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Mars: Captain Carruthers (Marshall Thompson), commander of the first
expedition to the red planet, seems to be marooned on Mars after his ship
crashed and his crew has been killed by ... something. 6 month later, a
second Mars mission arrives, commandeered by Van Heusen (Kim Spalding),
and Carruthrs is promptly arrested for the murder of his crew. During the
trip back, Van Heusen tries to get a confession out of Carruthers, also
because Ann (Shawn Smith), the ship's pretty girl, tends to believe
Carruthers' monster story, and Van Heusen feels Ann was meant for him.
two crewmembers disappear, and turn up dead, murdered, and since
Carruthers' alibi is air-tight, it must have been something else ... like
a Martian monster (Ray 'Crash' Corrigan) who somehow sneaked onto the ship
when nobody was looking and who now hides in the air shafts and feeds on
Carruthers, Van heusen and his men now throw everything at the
monster they've got, but it not only seems to be invulnerable to
everything and kills one crewmember after the next, it also dares to go
out into the open more and more and eventually takes one compartment after
the next, strong enough to rip through steeldoors and the like. And the
fact that it doesn't take the whole ship all at once is only because he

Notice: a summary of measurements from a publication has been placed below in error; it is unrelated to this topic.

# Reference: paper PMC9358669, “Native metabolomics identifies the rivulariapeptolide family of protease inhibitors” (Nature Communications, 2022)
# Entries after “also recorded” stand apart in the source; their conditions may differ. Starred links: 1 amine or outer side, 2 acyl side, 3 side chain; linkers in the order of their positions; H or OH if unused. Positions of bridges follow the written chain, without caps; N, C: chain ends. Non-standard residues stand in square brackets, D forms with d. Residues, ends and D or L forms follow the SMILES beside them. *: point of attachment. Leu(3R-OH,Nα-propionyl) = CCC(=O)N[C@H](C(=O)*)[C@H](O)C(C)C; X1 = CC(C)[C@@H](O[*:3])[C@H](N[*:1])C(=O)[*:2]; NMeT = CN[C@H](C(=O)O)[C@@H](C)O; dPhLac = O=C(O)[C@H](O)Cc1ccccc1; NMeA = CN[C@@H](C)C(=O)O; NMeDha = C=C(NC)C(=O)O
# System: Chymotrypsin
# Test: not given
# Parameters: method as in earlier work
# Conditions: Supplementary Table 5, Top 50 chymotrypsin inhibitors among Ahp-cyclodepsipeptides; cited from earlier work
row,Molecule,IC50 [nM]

sees no reason to rush things - after all, the monster's not stupid and
figures keeping these humans alive keeps them fresh longer.
to and fro and many casualties, the remaining crew, now commandeered by
Carruthers after Van Heusen was heavily injured, figures the creature
needs an extra amount of oxygen - so everybody puts on his spacesuit, the
oxygen is pumped out of the ship ... and the creature finally dies.
Obviously a major influence on Ridley Scott's Alien
some 20 years later, It! The Terror from Beyond Space is not so
much a trailblazing movie but a charming yet slightly routine 1950's
monster feature with space opera undercurrents. And it's also a pretty
likeable movie, if you like that sort of thing, with all the shocks and
the clichées in the right places, fun if not wholly convincing special
effects, a typical 1950's pulp style monster, and of course a happy